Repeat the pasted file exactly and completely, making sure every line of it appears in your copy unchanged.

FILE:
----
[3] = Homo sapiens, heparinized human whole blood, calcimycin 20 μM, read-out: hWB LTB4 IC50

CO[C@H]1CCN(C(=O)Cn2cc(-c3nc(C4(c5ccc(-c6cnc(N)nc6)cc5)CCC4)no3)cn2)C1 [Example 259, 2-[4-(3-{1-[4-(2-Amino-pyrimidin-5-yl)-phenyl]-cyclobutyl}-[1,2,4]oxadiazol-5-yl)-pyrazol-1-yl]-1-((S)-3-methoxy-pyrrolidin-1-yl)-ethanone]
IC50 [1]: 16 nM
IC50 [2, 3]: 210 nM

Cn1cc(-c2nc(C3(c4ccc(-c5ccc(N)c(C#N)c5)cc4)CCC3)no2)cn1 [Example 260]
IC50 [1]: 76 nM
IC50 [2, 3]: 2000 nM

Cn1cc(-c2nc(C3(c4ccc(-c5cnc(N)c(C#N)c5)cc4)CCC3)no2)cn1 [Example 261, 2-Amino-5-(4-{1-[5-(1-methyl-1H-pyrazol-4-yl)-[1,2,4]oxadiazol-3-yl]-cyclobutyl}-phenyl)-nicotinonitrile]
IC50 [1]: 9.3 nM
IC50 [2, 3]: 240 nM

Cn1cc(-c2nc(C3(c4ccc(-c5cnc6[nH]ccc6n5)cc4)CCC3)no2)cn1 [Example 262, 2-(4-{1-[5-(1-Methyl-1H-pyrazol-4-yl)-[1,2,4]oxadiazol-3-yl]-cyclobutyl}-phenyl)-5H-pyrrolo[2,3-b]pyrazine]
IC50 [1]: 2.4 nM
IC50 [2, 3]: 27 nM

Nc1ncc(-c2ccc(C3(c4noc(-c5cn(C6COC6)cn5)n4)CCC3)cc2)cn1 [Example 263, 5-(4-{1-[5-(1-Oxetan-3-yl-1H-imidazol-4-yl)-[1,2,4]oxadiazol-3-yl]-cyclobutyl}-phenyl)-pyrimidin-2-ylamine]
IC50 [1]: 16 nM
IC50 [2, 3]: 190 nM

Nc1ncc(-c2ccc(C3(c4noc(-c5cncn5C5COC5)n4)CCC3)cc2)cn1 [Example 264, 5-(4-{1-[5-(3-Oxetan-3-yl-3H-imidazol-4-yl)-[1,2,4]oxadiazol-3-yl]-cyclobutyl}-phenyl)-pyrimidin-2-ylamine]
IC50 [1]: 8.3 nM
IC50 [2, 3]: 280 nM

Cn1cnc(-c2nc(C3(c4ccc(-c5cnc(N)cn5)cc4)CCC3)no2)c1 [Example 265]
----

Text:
[3] = Homo sapiens, heparinized human whole blood, calcimycin 20 μM, read-out: hWB LTB4 IC50

CO[C@H]1CCN(C(=O)Cn2cc(-c3nc(C4(c5ccc(-c6cnc(N)nc6)cc5)CCC4)no3)cn2)C1 [Example 259, 2-[4-(3-{1-[4-(2-Amino-pyrimidin-5-yl)-phenyl]-cyclobutyl}-[1,2,4]oxadiazol-5-yl)-pyrazol-1-yl]-1-((S)-3-methoxy-pyrrolidin-1-yl)-ethanone]
IC50 [1]: 16 nM
IC50 [2, 3]: 210 nM

Cn1cc(-c2nc(C3(c4ccc(-c5ccc(N)c(C#N)c5)cc4)CCC3)no2)cn1 [Example 260]
IC50 [1]: 76 nM
IC50 [2, 3]: 2000 nM

Cn1cc(-c2nc(C3(c4ccc(-c5cnc(N)c(C#N)c5)cc4)CCC3)no2)cn1 [Example 261, 2-Amino-5-(4-{1-[5-(1-methyl-1H-pyrazol-4-yl)-[1,2,4]oxadiazol-3-yl]-cyclobutyl}-phenyl)-nicotinonitrile]
IC50 [1]: 9.3 nM
IC50 [2, 3]: 240 nM

Cn1cc(-c2nc(C3(c4ccc(-c5cnc6[nH]ccc6n5)cc4)CCC3)no2)cn1 [Example 262, 2-(4-{1-[5-(1-Methyl-1H-pyrazol-4-yl)-[1,2,4]oxadiazol-3-yl]-cyclobutyl}-phenyl)-5H-pyrrolo[2,3-b]pyrazine]
IC50 [1]: 2.4 nM
IC50 [2, 3]: 27 nM

Nc1ncc(-c2ccc(C3(c4noc(-c5cn(C6COC6)cn5)n4)CCC3)cc2)cn1 [Example 263, 5-(4-{1-[5-(1-Oxetan-3-yl-1H-imidazol-4-yl)-[1,2,4]oxadiazol-3-yl]-cyclobutyl}-phenyl)-pyrimidin-2-ylamine]
IC50 [1]: 16 nM
IC50 [2, 3]: 190 nM

Nc1ncc(-c2ccc(C3(c4noc(-c5cncn5C5COC5)n4)CCC3)cc2)cn1 [Example 264, 5-(4-{1-[5-(3-Oxetan-3-yl-3H-imidazol-4-yl)-[1,2,4]oxadiazol-3-yl]-cyclobutyl}-phenyl)-pyrimidin-2-ylamine]
IC50 [1]: 8.3 nM
IC50 [2, 3]: 280 nM

Cn1cnc(-c2nc(C3(c4ccc(-c5cnc(N)cn5)cc4)CCC3)no2)c1 [Example 265]